Bill Traylor: Chasing Ghosts
Films are about stories. Good stories are further appreciated by placing them in a historical context. Bill Traylor lived a life span between 1854-1949. He made over 1200-1500 pieces of art that chronicle not only his own life but also the rapid cultural changes of his times.
During the last five years of our intense immersion in the world of Bill Traylor, considerable new information has been found, myths debunked, ideas discussed and debated, thus catapulting Bill Traylor to being considered one of the greatest artists of the 20th century.
Bill Traylor: Chasing Ghosts is a film that explores the almost 100-year lifespan of Artist Bill Traylor: his life, his work and the various historical events that affected him both personally and indirectly. I think it is important to dig up the past in order to move forward into the future. The research can only tell part of the story. A film can place the viewer in his world.
I want a film that gives us a cogent framework and a beautiful view of Bill Traylor’s works, yet at the same time challenges and provokes new thoughts and ideas about the man. I want us to connect with Traylor in an emotional way that is both visceral and passionate. I want a movie that feels like a fight for a man’s soul; a man who was strong, lusty, flawed, canny and cagey who kept farm, family and spirit afloat during what was possibly the most racially repressive 100 years in American history.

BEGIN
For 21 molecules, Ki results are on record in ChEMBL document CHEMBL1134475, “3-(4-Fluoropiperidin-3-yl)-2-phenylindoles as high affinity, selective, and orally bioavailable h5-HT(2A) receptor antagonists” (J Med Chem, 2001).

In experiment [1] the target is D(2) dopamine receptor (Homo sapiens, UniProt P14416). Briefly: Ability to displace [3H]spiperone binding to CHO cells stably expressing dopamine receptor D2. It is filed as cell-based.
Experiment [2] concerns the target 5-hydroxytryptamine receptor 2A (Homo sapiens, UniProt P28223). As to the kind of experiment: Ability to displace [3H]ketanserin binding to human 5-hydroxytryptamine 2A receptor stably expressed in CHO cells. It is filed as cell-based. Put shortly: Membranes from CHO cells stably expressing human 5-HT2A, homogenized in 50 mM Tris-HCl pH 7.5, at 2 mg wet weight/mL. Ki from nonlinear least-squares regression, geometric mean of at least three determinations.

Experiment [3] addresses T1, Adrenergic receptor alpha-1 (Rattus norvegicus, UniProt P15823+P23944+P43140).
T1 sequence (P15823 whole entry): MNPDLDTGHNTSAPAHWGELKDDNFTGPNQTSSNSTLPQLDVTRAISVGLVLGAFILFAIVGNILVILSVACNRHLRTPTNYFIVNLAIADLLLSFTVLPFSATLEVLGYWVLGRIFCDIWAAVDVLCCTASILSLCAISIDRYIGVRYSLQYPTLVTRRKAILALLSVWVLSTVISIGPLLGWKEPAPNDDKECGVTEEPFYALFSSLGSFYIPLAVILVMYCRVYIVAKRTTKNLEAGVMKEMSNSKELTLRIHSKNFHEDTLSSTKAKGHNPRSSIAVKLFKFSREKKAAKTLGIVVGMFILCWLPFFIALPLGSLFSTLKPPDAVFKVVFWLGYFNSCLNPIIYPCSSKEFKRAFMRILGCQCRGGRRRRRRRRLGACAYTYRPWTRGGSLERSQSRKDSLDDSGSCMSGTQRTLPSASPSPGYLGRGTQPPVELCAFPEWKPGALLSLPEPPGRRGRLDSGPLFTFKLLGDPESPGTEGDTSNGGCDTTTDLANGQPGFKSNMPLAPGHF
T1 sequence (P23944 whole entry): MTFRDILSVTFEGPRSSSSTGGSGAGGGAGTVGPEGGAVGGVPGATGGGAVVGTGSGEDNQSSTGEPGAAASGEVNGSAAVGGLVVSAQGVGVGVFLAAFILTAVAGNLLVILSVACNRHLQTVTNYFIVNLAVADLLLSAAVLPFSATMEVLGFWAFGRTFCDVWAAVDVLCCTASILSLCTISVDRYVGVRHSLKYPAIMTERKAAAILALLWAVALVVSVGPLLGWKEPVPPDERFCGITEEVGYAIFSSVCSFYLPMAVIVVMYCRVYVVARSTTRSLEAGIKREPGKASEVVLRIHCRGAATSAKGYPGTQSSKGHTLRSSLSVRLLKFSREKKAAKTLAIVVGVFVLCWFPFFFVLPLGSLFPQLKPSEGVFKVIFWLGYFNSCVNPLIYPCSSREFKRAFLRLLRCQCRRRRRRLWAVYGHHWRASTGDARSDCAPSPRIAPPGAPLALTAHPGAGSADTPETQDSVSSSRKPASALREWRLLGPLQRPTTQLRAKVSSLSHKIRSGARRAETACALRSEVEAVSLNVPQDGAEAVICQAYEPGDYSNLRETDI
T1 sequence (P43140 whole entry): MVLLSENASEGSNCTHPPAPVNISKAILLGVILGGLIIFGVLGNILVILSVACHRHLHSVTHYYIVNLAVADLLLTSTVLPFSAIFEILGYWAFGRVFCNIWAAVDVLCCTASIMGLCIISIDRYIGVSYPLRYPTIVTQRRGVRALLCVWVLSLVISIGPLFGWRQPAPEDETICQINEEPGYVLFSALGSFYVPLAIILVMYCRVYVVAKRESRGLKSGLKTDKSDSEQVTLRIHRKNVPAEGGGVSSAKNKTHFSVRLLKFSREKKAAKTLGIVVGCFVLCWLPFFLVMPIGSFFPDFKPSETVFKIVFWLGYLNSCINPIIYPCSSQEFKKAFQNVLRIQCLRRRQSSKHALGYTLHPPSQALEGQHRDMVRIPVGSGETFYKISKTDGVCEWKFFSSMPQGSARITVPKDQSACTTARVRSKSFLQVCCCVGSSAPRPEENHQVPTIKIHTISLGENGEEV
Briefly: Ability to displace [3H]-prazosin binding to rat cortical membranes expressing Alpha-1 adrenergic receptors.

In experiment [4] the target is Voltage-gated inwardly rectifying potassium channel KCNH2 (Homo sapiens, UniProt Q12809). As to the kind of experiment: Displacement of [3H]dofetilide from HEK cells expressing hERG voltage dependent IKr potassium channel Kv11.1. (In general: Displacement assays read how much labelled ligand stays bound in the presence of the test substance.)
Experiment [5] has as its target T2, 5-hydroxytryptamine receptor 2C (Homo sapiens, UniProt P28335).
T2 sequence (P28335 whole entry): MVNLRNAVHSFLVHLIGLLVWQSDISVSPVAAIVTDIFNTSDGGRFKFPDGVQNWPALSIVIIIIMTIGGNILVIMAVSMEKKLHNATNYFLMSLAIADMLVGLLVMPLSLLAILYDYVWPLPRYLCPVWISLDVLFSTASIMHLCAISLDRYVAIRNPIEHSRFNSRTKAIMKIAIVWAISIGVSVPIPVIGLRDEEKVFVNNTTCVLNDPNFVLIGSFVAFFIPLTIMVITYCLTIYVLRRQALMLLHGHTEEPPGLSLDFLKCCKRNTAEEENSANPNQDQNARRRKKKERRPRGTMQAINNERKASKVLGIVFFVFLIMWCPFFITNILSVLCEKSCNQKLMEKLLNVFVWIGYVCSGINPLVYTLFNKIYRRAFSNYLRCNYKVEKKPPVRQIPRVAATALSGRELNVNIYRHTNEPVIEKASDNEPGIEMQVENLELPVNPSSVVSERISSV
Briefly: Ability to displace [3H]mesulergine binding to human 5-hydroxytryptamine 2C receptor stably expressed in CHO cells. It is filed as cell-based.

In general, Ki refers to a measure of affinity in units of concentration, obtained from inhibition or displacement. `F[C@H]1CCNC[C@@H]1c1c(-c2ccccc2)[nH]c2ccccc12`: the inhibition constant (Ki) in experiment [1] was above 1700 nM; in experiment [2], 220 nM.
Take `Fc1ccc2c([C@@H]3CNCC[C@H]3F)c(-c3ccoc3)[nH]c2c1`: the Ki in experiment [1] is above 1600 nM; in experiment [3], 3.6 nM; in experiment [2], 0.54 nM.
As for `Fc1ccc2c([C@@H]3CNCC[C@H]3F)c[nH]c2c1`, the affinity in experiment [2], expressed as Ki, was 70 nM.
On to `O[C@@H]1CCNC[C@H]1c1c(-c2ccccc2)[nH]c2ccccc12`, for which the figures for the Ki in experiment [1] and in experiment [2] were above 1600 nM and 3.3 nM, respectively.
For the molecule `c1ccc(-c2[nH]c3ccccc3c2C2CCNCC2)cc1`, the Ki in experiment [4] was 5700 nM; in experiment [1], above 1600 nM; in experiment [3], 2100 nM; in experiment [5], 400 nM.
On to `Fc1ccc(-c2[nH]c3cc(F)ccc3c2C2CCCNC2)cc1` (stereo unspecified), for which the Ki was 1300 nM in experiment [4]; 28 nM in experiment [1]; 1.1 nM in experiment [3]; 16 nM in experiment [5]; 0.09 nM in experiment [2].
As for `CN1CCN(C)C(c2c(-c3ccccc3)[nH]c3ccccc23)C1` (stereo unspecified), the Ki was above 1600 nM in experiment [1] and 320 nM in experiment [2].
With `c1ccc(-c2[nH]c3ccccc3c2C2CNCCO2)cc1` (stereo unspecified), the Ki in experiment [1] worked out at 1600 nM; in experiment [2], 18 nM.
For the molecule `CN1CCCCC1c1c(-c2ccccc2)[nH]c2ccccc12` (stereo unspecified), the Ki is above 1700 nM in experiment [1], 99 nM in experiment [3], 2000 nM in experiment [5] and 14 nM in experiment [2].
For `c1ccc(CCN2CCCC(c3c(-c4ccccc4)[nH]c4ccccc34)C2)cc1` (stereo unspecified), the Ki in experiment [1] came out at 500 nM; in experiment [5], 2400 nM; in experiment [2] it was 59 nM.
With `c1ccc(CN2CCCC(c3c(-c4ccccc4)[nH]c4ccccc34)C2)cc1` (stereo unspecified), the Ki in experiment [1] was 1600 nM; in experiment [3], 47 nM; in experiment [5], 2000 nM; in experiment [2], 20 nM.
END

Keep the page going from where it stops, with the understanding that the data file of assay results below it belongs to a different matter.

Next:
Characters like Traylor are interesting in the classic sense because his story comes from conflict and an exploration of his motivations and intentions. In Fred Barron’s words: “I think one major breakthrough we've made with our ideas for the film is the telling of the true story of Bill Traylor's personal life—not as a statistically representative black sharecropper, as Zora Neale Hurston would describe as a ‘Man in Full’ who turned perseverance into an art form and art into a celebration of survival.”